Date: Sat Jul 02 2005 - 07:10:34 CDT
N. Ganesan <firstname.lastname@example.org> wrote :
> Any 16-bit encodings for Arabic script other than Unicode?
I first thought one needed 16 bits (well more than 8 bits in any case) to represent all the Arabic characters.
But I'm not so sure, it looks like this is only true because Unicode decided to encode many Arabic characters having diacritics as precomposed characters (e.g. U+06BD NOON WITH THREE DOTS ABOVE) while only recently (in Unicode 4.1) adding a few more combining marks (U+065A SMALL V) and a whole string of supplementary Arabic characters (U+0750 and following) which could nearly all have been encoded as a base Arabic letter and a combining mark (U+0756 BĀ' + SMALL V, U+0757 HA' + TWO DOTS ABOVE).
Why have combining marks and precomposed Arabic characters using these combining marks (see the SMALL V for instance)? Why have encoded any of the new precomposed Arabic characters? I thought this was contradictory with Unicode's policy of encoding new precomposed characters (e.g. U+0756 introduced in Unicode 4.1) when it may be composed from an already encoded base character and a sequence of one or more combining marks? Why encode, version of Unicode after version of Unicode, new Arabic characters which could be coded as a base and a combining mark (why no THREE DOTS ABOVE/TWO DOTS ABOVE)? It seems that not having these diacritics is a disservice to the languages using the Arabic script: people using Arabic letters currently absent in Unicode will have to wait a few years to have them encoded after they have been discovered by the great Unicode and ISO experts.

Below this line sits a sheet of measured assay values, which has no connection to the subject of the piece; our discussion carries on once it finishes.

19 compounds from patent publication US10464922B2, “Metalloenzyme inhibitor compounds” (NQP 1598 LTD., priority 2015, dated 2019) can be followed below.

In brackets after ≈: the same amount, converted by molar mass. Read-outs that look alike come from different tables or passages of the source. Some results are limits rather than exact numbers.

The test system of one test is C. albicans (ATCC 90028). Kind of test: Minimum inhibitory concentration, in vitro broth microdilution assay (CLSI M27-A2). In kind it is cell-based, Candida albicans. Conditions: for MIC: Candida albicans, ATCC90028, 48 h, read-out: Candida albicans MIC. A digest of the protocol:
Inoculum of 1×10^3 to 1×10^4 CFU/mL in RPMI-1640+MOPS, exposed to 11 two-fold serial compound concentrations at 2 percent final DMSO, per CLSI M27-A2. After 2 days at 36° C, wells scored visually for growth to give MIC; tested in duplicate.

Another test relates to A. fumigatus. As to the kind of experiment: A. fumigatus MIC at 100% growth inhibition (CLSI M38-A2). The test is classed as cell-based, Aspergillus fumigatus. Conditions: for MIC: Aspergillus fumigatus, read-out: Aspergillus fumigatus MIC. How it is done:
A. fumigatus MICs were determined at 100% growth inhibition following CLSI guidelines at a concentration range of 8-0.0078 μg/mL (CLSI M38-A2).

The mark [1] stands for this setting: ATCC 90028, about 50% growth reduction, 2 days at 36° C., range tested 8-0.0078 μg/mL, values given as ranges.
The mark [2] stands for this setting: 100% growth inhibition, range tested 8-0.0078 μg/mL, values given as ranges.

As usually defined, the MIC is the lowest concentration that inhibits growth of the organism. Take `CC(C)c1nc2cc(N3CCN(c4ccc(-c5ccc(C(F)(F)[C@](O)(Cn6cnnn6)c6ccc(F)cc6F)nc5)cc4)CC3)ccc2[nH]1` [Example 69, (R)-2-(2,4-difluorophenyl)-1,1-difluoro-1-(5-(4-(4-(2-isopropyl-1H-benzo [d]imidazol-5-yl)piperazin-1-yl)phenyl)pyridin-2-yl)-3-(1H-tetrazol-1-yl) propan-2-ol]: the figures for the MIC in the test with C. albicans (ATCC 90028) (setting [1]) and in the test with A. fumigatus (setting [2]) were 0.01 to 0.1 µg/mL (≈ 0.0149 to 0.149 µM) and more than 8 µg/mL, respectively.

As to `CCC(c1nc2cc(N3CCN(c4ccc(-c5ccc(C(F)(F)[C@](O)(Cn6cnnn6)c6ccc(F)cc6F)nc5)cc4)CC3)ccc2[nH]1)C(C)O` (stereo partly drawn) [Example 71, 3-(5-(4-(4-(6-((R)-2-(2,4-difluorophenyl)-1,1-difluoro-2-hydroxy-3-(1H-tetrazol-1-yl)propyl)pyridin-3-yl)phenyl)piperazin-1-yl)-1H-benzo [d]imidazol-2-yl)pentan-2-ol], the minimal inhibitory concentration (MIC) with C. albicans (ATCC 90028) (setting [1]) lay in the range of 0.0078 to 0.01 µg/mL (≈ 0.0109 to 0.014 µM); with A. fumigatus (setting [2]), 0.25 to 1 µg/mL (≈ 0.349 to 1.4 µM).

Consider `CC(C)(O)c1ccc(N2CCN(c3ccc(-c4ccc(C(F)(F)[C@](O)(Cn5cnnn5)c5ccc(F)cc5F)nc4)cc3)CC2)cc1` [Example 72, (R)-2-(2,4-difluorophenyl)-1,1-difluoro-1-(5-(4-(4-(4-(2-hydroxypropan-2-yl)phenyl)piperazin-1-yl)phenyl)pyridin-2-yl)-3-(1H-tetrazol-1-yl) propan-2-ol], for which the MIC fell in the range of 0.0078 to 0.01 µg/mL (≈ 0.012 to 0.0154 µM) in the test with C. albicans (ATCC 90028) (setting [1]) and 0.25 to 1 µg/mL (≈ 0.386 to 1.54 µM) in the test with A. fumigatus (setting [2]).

Is there any reason to this apparent mess?
-- St Elias Coptic Community
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